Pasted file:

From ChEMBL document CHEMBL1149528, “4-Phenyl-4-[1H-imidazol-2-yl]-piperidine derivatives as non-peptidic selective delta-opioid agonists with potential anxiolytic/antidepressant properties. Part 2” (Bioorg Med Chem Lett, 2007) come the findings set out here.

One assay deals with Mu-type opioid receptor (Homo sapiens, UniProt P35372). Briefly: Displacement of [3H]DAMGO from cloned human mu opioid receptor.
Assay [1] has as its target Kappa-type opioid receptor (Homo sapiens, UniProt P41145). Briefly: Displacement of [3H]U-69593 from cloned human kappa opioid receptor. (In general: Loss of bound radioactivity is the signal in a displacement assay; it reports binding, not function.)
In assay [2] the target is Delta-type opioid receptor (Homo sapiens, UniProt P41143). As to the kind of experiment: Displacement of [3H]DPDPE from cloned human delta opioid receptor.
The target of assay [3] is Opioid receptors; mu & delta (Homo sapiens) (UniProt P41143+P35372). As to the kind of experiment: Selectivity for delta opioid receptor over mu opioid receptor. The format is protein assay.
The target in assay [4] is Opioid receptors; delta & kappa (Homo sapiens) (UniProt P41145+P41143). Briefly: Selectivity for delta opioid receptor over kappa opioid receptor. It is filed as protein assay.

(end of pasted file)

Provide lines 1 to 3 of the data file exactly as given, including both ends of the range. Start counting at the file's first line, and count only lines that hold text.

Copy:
From ChEMBL document CHEMBL1149528, “4-Phenyl-4-[1H-imidazol-2-yl]-piperidine derivatives as non-peptidic selective delta-opioid agonists with potential anxiolytic/antidepressant properties. Part 2” (Bioorg Med Chem Lett, 2007) come the findings set out here.

One assay deals with Mu-type opioid receptor (Homo sapiens, UniProt P35372). Briefly: Displacement of [3H]DAMGO from cloned human mu opioid receptor.
Assay [1] has as its target Kappa-type opioid receptor (Homo sapiens, UniProt P41145). Briefly: Displacement of [3H]U-69593 from cloned human kappa opioid receptor. (In general: Loss of bound radioactivity is the signal in a displacement assay; it reports binding, not function.)